4. Pharmaceutical Quality System (PQS)

Pharmaceutical Quality System (PQS)

Pharmaceutical companies are expected to have a robust quality system (PQS) in place to ensure that the quality of the medicinal products meet the requirements defined in the marketing authorisation, are safe and effective over their lifetime and as a result guarantee the safety of the patient.

The ICH Q10 guideline describes a comprehensive model for an effective quality management system for the pharmaceutical industry, referred to as the Pharmaceutical Quality System (PQS). It applies to the development and manufacture of pharmaceutical drug substances and medicines, including biotechnology and biological products, throughout the product lifecycle and has been adopted by regulators worldwide, including EMA and FDA. The pharmaceutical quality system “assures that the desired product quality is routinely met, suitable process performance is achieved, the set of controls are appropriate, improvement opportunities are identified and evaluated, and the body of knowledge is continually expanded.”(ICH Q10, Section 3.1.3 Commercial Manufacturing)

The following figure (Fig. 2), adapted from ICH gives an overview of the PQS model.

Figure 2: Overview of the ICH Q10 model of a PQS

The model is based on International Standards Organisation (ISO) quality concepts, includes applicable Good Manufacturing Practice (GMP) and complements ICH Q8 “Pharmaceutical Development” and ICH Q9 “Quality Risk Management”. It augments GMPs by describing specific quality system elements.

The objectives are to:

  • Achieve product realisation
  • Establish and maintain a state of control*
  • Facilitate continual improvement
  • Facilitate effective knowledge transfer and management

This is supported by so called ‘Enablers’, i.e., Knowledge & Quality Risk Management (QRM)

* A condition in which the set of controls consistently provides assurance of continued process performance and product quality.

The model is briefly described following the numbering as indicated in the model graph (Fig.2):

1) Lifecycle stages (in the context of ICH Q10)

    a) Pharmaceutical Development (Goal – design a product and process that consistently delivers intended performance…)

            i) Drug Substance development; Medicinal product formulation development
            ii) Manufacturing process development and scale-up
            iii) Analytical method development

   b) Technology Transfer (Goal transfer product and process knowledge to achieve realisation)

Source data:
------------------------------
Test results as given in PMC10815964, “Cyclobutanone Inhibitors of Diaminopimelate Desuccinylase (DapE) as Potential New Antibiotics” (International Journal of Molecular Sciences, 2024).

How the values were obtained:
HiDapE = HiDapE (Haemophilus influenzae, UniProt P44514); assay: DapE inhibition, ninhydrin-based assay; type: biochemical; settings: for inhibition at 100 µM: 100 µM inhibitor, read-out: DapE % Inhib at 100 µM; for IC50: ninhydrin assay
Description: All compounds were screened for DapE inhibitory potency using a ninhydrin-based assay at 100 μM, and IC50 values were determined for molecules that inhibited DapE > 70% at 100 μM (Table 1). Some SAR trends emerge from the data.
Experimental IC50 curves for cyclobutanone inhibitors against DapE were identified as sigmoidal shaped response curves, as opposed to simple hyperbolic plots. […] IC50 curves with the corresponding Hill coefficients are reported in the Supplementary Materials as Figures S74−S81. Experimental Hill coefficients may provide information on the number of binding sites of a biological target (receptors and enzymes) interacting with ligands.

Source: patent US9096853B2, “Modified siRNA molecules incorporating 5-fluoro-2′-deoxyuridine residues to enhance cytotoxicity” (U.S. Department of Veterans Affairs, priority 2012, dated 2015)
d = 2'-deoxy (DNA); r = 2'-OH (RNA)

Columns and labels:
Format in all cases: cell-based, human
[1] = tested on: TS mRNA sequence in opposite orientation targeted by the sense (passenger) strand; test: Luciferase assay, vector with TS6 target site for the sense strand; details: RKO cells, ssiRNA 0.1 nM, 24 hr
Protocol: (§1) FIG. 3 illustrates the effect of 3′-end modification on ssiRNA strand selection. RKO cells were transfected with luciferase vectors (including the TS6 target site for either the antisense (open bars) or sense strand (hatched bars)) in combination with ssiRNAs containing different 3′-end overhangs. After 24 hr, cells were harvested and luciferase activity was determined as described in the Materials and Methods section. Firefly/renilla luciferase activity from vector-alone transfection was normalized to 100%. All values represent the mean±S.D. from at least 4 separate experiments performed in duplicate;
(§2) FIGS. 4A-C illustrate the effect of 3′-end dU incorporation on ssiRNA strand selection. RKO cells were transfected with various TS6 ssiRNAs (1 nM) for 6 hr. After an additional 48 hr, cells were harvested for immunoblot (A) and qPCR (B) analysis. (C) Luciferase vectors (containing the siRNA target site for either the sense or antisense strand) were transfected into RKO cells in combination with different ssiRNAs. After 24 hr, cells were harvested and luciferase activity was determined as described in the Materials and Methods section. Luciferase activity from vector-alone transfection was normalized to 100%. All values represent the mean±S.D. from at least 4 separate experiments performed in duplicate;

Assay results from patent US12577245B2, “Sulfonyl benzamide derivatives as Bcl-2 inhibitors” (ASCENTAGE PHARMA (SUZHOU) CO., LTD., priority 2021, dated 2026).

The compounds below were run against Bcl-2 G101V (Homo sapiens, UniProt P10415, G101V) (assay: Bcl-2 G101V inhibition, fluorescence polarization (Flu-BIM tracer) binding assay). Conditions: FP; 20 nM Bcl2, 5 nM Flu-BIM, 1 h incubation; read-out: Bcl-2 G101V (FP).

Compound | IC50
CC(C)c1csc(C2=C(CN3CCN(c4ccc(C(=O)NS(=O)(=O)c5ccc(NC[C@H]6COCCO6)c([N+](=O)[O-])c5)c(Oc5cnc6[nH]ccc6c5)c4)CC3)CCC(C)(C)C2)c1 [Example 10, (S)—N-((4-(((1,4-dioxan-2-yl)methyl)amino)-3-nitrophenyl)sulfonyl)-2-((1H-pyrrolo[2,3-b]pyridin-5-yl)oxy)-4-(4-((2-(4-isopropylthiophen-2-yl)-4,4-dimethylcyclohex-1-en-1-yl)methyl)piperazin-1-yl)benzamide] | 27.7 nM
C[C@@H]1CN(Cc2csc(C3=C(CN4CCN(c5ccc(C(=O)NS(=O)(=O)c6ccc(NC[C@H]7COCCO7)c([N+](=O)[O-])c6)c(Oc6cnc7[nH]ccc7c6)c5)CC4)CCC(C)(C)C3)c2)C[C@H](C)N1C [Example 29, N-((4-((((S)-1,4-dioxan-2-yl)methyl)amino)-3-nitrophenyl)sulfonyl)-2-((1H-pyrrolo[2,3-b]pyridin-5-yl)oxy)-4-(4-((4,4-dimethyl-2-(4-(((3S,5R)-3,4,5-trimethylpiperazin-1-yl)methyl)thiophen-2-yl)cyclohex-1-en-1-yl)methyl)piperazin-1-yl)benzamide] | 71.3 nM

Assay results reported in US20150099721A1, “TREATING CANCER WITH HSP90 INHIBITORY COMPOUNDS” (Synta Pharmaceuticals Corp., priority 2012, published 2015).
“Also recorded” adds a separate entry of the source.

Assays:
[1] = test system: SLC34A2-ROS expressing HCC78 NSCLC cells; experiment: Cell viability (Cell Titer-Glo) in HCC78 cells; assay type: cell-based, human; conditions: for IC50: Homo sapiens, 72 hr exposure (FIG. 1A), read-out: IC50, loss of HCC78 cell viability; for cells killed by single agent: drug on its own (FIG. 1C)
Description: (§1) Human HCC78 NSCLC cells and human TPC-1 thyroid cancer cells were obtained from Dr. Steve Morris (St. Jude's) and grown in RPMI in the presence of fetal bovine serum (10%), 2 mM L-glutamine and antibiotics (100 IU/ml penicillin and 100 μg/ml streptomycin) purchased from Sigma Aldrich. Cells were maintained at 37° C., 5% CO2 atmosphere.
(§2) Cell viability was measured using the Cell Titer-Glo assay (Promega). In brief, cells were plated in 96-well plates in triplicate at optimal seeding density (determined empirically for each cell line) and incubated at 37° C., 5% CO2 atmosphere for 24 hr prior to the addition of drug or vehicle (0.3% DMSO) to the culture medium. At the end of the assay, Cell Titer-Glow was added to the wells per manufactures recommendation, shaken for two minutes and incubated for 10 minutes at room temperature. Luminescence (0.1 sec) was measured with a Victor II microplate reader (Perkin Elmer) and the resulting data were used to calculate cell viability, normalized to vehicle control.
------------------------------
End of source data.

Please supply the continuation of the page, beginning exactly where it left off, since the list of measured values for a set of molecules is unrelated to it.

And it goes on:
New product transfers during development through manufacturing transfers within or between manufacturing and testing sites for marketed products

   c) Commercial Manufacturing (Goal – achieving realisation, establishing and maintaining a state of control and facilitating continual improvement)

            i) Acquisition and control of materials
            ii) Provision of facilities, utilities, and equipment
            iii) Production (including packaging and labelling)

            iv) Quality control and assurance (including release, storage, distribution)

   d) Product Discontinuation (Goal – manage terminal stage of lifecycle effectively)

            i) Continued product assessment and reporting
            ii) Document archiving
            iii) Sample retention

2) Management Responsibilities

a) Leadership and commitment to quality
b) Quality planning
c) Resource management
d) Internal communication
e) Management review
f) Oversight of outsourced activities

3) PQS Elements

a) Process performance and product quality monitoring system
A well-defined system for process performance and product quality monitoring to assure performance within a state of control and to identify improvement areas

b) Corrective action and preventive action (CAPA) system
a system for implementing corrective actions and preventive actions arising from the investigation of complaints, product rejections, non-conformances, recalls, deviations, audits, regulatory inspections and findings, and trends from process performance and product quality monitoring. A structured approach to the investigation process should be used, commensurate with the level of risk, in line with ICH Q9, with the objective of determining the root cause. CAPA methodology should result in product and process improvements and enhanced product and process understanding.
Of note: Corrective action is taken to prevent recurrence whereas preventive action is taken to prevent occurrence. (ISO 9000:2005)

c) Change management system
Innovation, the outputs of process performance and product quality monitoring and CAPA drive change. The change management system should ensure continual improvement is undertaken in a timely and effective manner. It should provide a high degree of assurance there are no unintended consequences of a change.

d) Management review of process performance and product quality
Management review should provide assurance that process performance and product quality are managed over the lifecycle. The management review system should identify appropriate actions and should support continual improvement.

Legal basis:

ICH Q10 guideline on Pharmaceutical Quality System current version September 2015 EMA/CHMP/ICH/214732/2007
ICH Quality Guidelines cover various quality aspects in detail, such as the conduct of stability studies, defining relevant thresholds for impurities testing and a more flexible approach to pharmaceutical quality based on Good Manufacturing Practice (GMP) risk management.

WHO good manufacturing practices for pharmaceutical products: main principles

WHO Technical Report Series No. 986, Annex 2 2014